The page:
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Byron Shire
January 23, 2022

End of an era as Mullum Scouts fold

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Scout Leader Stephen Oliver with photos spanning 100 years. Photo Jeff Dawson.

For a hundred years, local kids have met at the Mullumbimby Scout Group to learn bush skills, care for the environment, and just generally horse around.

But these simple gatherings are now no more, with the group forced to fold owing to a lack of new leaders.

Stephen Oliver, a 30-year veteran of the Mullumbimby Scout movement, said COVID-19 had ‘put the crunch on local groups’ and the Scouts had been unable to recover.’

‘We virtually had to close down with COVID-19, and I think that’s been a big factor’, Mr Oliver said.

Kids are keen

‘The kids are still keen, but without leaders we can’t run it.’

Mr Oliver has been involved in the Mullum Scouts since the late 1980s, when the movement was thriving.

‘We had a strong youth movement for some years – Guides and the Air League. Then just Scouts from the mid ’90s’, he said.

‘A lot of Mullum people have come through over the years. It’s amazing walking around town and recognising people who’ve come through the movement, and hearing about what they’re doing in the community’.

The Mullum Scout movement was initiated in 1921 by a local vicar, with the first group reportedly meeting in the church hall.

However, since mid 1957, Scout and Guide Groups have met in the Scout Hall in Mullumbimby.

The building originally belonged to the Mullumbimby Bowling Club, and was relocated to its current location on the corner of River Terrace and Brunswick Terrace, to provide a permanent home for the Scout and Guides movements.

Since then, considerable effort and energy has been poured into renovating and maintaining the building, including projects to rebuild the ground floor and the kitchen.

Many long-term locals have volunteered their time and energy on these projects, as well as working as Scout Leaders.

So grateful to Stephen Oliver

‘We are so grateful to Stephen Oliver for the hours each week that he volunteered to support and teach our kids all manner of survival and bush skills’, said Rita Price, who has also been involved in the local Scout movement in a number of capacities.

‘And there is a long history of many families still living and working in Mullum that were also Scout Leaders and volunteers over the years.

‘There have also been generations of local families that have repaired and painted the hall, and participated in projects such as Clean Up Australia Day events, graffiti removal work and collaborated with loads of other community services.

‘It was a breed of locals that just got on with things’.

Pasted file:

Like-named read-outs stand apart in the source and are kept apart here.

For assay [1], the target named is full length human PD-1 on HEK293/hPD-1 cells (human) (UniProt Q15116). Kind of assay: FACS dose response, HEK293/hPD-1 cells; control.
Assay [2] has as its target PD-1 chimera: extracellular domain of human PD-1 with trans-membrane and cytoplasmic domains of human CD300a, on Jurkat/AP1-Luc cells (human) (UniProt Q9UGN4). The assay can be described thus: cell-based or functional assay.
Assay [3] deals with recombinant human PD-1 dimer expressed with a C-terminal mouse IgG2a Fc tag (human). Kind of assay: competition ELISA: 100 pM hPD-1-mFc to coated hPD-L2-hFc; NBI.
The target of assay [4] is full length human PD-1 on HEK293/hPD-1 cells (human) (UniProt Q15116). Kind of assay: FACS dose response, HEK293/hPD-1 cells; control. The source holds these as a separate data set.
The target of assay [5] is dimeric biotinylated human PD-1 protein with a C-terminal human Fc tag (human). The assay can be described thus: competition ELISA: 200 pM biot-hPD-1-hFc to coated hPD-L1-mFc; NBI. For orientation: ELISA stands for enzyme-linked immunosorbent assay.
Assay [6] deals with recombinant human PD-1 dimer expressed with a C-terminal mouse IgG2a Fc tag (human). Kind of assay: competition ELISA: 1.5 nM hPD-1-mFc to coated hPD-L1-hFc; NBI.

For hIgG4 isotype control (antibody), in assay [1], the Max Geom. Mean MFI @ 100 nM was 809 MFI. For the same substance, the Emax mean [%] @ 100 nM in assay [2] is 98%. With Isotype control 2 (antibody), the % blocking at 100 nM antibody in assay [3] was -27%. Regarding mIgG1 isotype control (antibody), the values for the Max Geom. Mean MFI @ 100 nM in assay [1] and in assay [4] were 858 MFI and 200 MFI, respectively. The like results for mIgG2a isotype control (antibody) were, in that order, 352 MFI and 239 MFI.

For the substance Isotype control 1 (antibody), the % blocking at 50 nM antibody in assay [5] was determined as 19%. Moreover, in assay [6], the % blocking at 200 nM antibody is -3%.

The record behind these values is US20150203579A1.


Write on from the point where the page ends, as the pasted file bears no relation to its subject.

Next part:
Building up for lease

The building is now up for lease, with an Expression of Interest (EOI) process underway.

Among the community groups that have thrown their hats in the ring is Mullum Cares – the group which runs the Mullum Library of Stuff, among other projects.

The Library of Stuff, which provides a wide range of useful household and other items to locals for a minimal yearly subscription fee, has been using the space since October 2019.

Creative Mullumbimby has also applied to use the space.

A decision regarding the future tenant for the building will be made by the new members of Byron Council. 


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5 COMMENTS

  1. For more a hundred years, local kids have met at the Mullumbimby Scout Group to learn bush skills, care for the environment, and to learn that cooperation gets things done. Scouting is about teamwork, working as a group and as they did this, they learned the pecking order of where they stood in the group and therefore in society
    To scout is to go out and test yourself and gain information and to bring that information back to the group. It was and is a social learning process to work in a group and also to work as an individual as each scout worked to gain badges of recognition. .At the head of the group was a leader and they learned that leaders led and everyone else followed. There are formal leaders and informal leaders. The formal leader is chosen and deligated to lead but informal leaders just lead without formality.
    So … no one has stood up to lead Mullumbimby Scout Group without being told to do that? Why not? The strength of character of a community is when certain sections or individuals want to lead without being deligated to do so.
    Stephen Oliver, lead the young troop to be responsible citizens or they will fall by the wayside.

    • Emily: My childhood and youth were spent in the cubs and scouts, and I can assure you that many of my scouting peers still managed to fall by the wayside – not to mention the many scout leaders who were, er, compromised.

      I think Mr Oliver has done his share of community service. Give him a break (and a pat on the back).

  2. Steve, you are a legend mate. I am so sorry to hear this news. Thank you for everything you have done for Scouting over such a long time. Thank you also for what you gave to me and Alyssa. Mullum is a better place for your efforts. Best wishes for your future.

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